Disappointments are just a small part of life and not our whole life. This too shall pass away. S..., this awareness can help us be objective about choices (...and results).

Karma yoga does not speak about eliminating desires – rather, it refers to right attitudes that help manage our desires. 
Desires can be either our servants or our masters – it is upto us to decide. Karma yoga helps us discover that life is a Yagna that involves  ‘Arpana’ and ‘Prasad’.
The attitude of Ishwara Arpana helps us take responsibility for our actions. We choose actions that conform to Dharma while at the same time working for what we want  (artha and kaama). This attitude is one of ‘thanksgiving’ – I honour the Lord by my well chosen actions since Ishwara is the one who has gifted us  with the ability to think, choose, and act.
When we love what we do, we are willing to face our fears. When our attention is on the goal, obstacles become small. But when our eyes are fixed on obstacles, we give up on our goals. The choice for us is whether to choose love and manage fear, or to choose fear and lose out on what we love.
Many a time, however, we find ourselves in situations where we have to do what we do not enjoy. This is especially the case with respect to relationships and duties.  

The attitude of Ishwara Arpana helps us here to do the right thing – we surrender our likes and dislikes to a larger purpose. Our acceptance of Ishwara overcomes our personal likes and dislikes.
Failure and Success are both results that are blessed by the hands of ishwara through the universal laws of action and result. The attitude of ‘Prasaada’, helps us overcome fear of frustrated expectations. We are empowered to take risks because we trust that we will survive. Our ‘love’ of Ishwara is greater than the ‘fear’ of failure.

The life of Karma is a therapy for experiencing and learning (first-hand practical knowledge) about actions and results. This is called ‘Pariksha’ or research. Going through the process, we come to a stage of maturity where Moksha becomes more important than Artha and Kaama.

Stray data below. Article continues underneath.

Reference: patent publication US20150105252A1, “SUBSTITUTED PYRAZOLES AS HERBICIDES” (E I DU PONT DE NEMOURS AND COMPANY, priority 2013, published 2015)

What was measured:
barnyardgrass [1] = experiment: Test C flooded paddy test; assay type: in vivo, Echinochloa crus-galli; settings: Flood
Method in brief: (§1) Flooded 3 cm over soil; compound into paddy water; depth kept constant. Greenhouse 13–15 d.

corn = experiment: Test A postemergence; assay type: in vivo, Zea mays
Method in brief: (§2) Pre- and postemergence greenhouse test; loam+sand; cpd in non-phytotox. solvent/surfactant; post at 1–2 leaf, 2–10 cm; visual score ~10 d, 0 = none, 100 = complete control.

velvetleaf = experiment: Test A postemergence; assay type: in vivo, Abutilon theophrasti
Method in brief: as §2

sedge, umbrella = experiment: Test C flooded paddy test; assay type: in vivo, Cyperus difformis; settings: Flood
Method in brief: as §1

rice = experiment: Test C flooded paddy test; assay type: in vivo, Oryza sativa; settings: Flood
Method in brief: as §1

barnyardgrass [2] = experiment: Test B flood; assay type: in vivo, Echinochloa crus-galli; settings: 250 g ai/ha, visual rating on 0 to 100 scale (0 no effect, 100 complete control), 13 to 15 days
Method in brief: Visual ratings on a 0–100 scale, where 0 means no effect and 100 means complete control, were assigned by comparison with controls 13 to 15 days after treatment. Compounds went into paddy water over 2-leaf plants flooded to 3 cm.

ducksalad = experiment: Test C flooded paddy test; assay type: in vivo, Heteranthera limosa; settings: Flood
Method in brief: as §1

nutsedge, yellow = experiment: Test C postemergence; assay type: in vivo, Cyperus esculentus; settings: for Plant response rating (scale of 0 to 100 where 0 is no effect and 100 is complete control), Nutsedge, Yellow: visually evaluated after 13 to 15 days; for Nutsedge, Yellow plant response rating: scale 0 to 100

Our priorities change, and hence our desires. We move from Tamas to Rajas and subsequently towards Sattva. 

Sattva indicates a balanced personality and maturity. Success and achievements become less of a priority and learning and fulfilment become more important in life.  The mature person questions the nature and purpose of life and pursues self knowledge.
Ultimately, it is self knowledge that frees the person from limitation. The realisation is that all limitations are part of conditions that appear and disappear, whereas we are the nature of reality that is eternal and free from change. The searcher self and the sought self are one and the same. Moksha and Mumukshu are one and the same.
Expectations, I guess also stem from being judgmental. Maybe the best way is to rate a person (if at all) at Zero with zero expectations. 
You are right in your observation we have double standards as far as others’ behaviours are concerned.  What we need to do is to put ourselves in their shoes and understand their beliefs and thought processes. 
We can avoid being judgmental by staying objective and adopting a balanced point of view.

You mention zero expectations. The fact is that we can only tend towards zero expectations, but we can never actually reach zero. Even expecting to have zero expectation itself is an expectation, right? 
Zero expectation is neither desirable nor wise.  In relationships, we need to be in touch with each other’s needs, expectations, feelings, and beliefs. We also need to express our feelings and needs and ask for what is important to us. We may have to experiment with different ways of asking, and a very important way of asking is by first making the atmosphere comfortable for     the other to feel like giving.

There is always a possibility that we may still not get what we want or expect. That is how the creation is. Everything that we want or expect will not be fulfilled. What we don’t have is always more than what we have. This is a fact that we need to bear in mind while asking. We have to work with probabilities for that is how the universe works.

Aware of this fact, we can face our disappointments objectively rather than take it personally. Expectations can go wrong – This is murphy’s law. Sad but true. A better way of handling the truth is to ask “what is in it for me?” or “how do we get over this without much damage?”.

Things can go wrong once in a way, but it really requires absolute genius to go wrong all the time. I am happy I am not a genius. Phew!

Serenity Interactive
Topics of Interest

Personal Growth Pages

Fear      Beliefs      Control Dramas      

No comments: